resistor to ground will cause a DC current to flow out of that input, thus forcing the output of that
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amplifier to be biased slightly higher than normal. This amplifier then becomes the preferred one
in the system operation. Resistor values from 500 k to 10 M ohms are recommended for this
purpose.
SPEAKER AMPLIFIER
The speaker amplifier has a fixed gain of 34 dB (50V/V), and is noninverting. The input
impedance is nominally 22 kΩ as long as the output signal is below that required to activate the
Peak Limiter. Since the output current capability is 100 mA, the output swing is limited to 5.0VPP
while load is 25 ohms. The output impedance depends on the output signal level and is relatively
low as long as the signal level is not near the maximum limits. At 3 VPP, it is < 0.5 ohms, and at
4.5 VPP, it is < 3 ohms. The output is short circuit protected at approximately 300 mA.
When the amplifier is overdriven, the peak limiter causes a portion of the input signal to be
shunted to ground, in order to maintain a constant output level. The effect is that of a gain
reduction caused by a reduction of the input impedance (at SKI) to a value not less than 2.0 kΩ.
The capacitor at Pin 17 (AGC) determines the response time of the peak limiter circuit.
When a large input signal is applied to SKI, the voltage at AGC will drop quickly as a current
source is applied to the external capacitor. When the large input signal is reduced, the current
source is turned off, and an internal 110 kΩ resister discharges the capacitor so the voltage at
AGC can return to its normal value (1.9 Vdc). The capacitor additionally stabilizes the peak
limiting feedback loop.
If there is a need to mute the speaker amplifier without disabling the rest of the circuit, this
may be accomplished by connecting a resistor from the AGC pin to ground. A 100 kΩ resister
will reduce the gain by 34 dB (0 dB from SKI to SKO), and a 10 kΩ resister will reduce the
gain by almost 50 dB.
TRANSMIT DETECTOR CIRCUIT
The transmit detector circuit, also known as the background noise monitor, distinguishes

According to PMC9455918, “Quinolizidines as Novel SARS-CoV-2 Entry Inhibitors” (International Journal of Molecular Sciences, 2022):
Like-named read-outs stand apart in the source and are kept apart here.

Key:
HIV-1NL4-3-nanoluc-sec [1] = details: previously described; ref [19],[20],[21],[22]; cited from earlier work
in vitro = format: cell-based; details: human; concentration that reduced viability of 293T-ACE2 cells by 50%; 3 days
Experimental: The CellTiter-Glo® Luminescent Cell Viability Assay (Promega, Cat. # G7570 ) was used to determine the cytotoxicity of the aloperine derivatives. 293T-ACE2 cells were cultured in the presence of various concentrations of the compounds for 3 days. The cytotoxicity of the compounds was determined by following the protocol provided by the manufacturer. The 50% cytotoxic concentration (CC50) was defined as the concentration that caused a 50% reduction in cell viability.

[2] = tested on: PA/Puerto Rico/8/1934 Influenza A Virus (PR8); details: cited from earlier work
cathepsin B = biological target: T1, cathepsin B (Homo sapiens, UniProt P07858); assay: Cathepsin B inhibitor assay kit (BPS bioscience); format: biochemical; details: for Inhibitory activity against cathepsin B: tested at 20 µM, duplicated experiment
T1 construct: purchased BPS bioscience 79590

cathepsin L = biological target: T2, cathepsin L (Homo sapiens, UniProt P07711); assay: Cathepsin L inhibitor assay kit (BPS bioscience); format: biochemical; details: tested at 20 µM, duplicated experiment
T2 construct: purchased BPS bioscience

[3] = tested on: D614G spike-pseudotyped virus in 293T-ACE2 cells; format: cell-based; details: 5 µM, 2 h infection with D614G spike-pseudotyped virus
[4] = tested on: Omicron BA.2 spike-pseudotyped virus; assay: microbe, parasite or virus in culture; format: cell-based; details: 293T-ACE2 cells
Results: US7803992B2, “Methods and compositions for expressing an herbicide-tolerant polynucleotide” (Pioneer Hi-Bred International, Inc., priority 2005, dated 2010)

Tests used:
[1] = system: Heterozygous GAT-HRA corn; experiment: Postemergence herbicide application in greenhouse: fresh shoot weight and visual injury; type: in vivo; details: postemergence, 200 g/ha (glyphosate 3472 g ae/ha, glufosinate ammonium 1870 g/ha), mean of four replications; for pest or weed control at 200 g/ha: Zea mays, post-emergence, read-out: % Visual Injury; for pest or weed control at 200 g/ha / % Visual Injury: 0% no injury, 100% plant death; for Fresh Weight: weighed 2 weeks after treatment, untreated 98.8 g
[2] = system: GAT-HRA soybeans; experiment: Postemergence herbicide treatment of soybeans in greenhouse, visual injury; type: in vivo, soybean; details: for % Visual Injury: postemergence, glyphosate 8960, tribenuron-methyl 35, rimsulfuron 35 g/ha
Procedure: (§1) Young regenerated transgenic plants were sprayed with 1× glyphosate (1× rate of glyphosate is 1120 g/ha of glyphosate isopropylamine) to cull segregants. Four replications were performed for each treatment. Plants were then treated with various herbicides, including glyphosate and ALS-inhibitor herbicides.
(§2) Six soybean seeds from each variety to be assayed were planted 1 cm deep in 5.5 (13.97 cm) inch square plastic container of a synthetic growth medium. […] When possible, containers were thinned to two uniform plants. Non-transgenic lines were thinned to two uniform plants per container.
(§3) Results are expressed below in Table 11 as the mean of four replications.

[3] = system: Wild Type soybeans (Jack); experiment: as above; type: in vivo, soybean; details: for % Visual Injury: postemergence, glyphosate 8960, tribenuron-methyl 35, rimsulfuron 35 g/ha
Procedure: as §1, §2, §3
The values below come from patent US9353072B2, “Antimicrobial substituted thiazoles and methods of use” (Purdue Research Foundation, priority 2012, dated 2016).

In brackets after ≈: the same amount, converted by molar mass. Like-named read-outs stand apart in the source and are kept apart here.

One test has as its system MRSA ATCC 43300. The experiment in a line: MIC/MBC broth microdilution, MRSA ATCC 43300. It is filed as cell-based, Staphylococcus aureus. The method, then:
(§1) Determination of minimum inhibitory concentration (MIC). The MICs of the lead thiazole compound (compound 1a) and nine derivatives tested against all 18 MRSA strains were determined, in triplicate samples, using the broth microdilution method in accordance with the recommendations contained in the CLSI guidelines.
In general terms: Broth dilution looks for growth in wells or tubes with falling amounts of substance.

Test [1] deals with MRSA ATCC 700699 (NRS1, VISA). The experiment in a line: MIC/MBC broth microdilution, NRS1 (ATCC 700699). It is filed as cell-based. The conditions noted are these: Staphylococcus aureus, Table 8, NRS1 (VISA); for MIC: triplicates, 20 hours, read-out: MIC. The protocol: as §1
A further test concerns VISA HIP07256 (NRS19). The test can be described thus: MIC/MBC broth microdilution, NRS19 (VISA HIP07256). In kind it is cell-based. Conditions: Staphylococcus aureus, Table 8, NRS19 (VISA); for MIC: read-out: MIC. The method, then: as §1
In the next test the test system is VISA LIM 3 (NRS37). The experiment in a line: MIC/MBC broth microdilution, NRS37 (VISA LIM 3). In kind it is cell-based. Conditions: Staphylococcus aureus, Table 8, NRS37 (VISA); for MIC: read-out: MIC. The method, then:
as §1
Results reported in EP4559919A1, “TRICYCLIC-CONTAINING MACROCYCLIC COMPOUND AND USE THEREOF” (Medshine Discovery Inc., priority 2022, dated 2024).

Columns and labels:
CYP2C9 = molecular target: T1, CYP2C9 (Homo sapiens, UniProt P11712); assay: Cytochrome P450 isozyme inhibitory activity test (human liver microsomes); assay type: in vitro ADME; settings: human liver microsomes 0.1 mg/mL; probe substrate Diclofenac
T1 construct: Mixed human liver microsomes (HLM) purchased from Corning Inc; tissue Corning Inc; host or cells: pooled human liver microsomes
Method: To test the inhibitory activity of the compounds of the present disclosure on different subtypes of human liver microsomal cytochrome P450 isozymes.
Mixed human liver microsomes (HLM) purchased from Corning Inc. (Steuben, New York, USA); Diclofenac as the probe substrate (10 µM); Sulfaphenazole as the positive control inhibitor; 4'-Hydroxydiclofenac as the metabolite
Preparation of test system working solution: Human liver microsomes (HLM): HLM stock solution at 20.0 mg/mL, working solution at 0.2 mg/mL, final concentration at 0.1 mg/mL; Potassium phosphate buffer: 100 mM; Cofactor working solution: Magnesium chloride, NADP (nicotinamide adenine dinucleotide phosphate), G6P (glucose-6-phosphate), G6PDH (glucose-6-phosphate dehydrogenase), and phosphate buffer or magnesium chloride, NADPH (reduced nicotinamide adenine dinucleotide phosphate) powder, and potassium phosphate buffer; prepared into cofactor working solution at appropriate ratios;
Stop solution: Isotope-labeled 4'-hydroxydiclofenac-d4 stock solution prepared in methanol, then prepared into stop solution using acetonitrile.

speech (which consists of bursts) from the background noise ( a relatively constant signal). It does
this by storing a voltage level, representative of the average background noise, in the capacitor at
CP1( Pin 11). The resistor and capacitor at this pin have a time constant of approximately 5
seconds(in Figure 1). The voltage at Pin 11 is applied to the inverting input of the Transmit
Detector Comparator. In the absence of speech signals, the noninverting input receives the same
voltage level minus an offset of 36 mV. In this condition, the output of the comparator will be low,
the output transistor turned off, and the voltage at XDC (Pin 23) will be at ground. If the Tx-Rx
comparator is in the transmit position, the attenuators will be in the idle mode ( ∆Vacf = 75 mV).
When speech is presented to the microphone, the signal burst appearing at XDI reaches the
noninverting input of the transmit detector comparator before the voltage at the inverting input
can change, causing the output to switch high, driving the voltage at XDC up to approximately 4
V. This high level causes the attenuator control block to switch the attenuators from the idle mode
to the transmit mode (assuming the Tx-Rx comparator is in the transmit mode).
The series resistor and capacitor at XDI (Pin 13) determine the sensitivity of the transmit
detector circuit. Increasing the resistor, or lowering the capacitor, will reduce the response at CP2
and CP1.
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The response at CP2, CP1, XDC to a varying signal at the microphone is as follows:
1. CP2 ( Pin 12) follows the peaks of the speech signals, and decays at a rate determined by the
10 uA current source and the capacitor at CP2.
2. CP1 (Pin 11) increases at a rate determined by the RC at this pin after CP2 has made a positive
transition. It will follow the decay pattern of CP2.
3. The noninverting input of the Transmit Detector Comparator follows CP2, gained up by 2.7,
and reduced by an offset 36 mV. This voltage, compared to CP1, determines the output of the
comparator.
4. XDC (Pin 23) will rise quickly to 4 Vdc in response to a positive transition at CP2, but will
decay at a rate determined by the RC at this pin. When XDC is above 3.25 Vdc, the circuit will
be in the transmit mode. As it decays towards ground, the attenuators are taken to idle mode.
MICROPHONE AMPLIFIER
The microphone amplifier is noninverting, has an internal gain of 34 dB(50 V/V), and a
nominal input impedance of 10 kΩ. The output impedance is typically < 15 ohms. The maximum
p-p voltage swing available at the output is approximately 2.0 V less than VCC, which is
substantially more than what is required in most applications. The input at MCI(Pin 9) should be
ac coupled to the microphone so as to not upset the bias voltage. Generally, microphone sensitivity
may be adjusted by varying the 2 k microphone bias resistor, rather than by attempting to varying
the gain of the amplifier.
POWER SUPPLY
The voltage supply at V+ (Pin 16) should be in the range of 6.0 to 11 V, although the circuit
will operate down to 4.0 V. The voltage can be supplied either from Tip and Ring, or from a
separate supply.
It is imperative that the V+ supply be a good ac ground for stability reasons. If it is not well
filtered (by a 1000 uF capacitor AT THE IC), any variation at V+ caused by the required speaker
current flowing through this pin can cause a low frequency oscillation. The result is usually that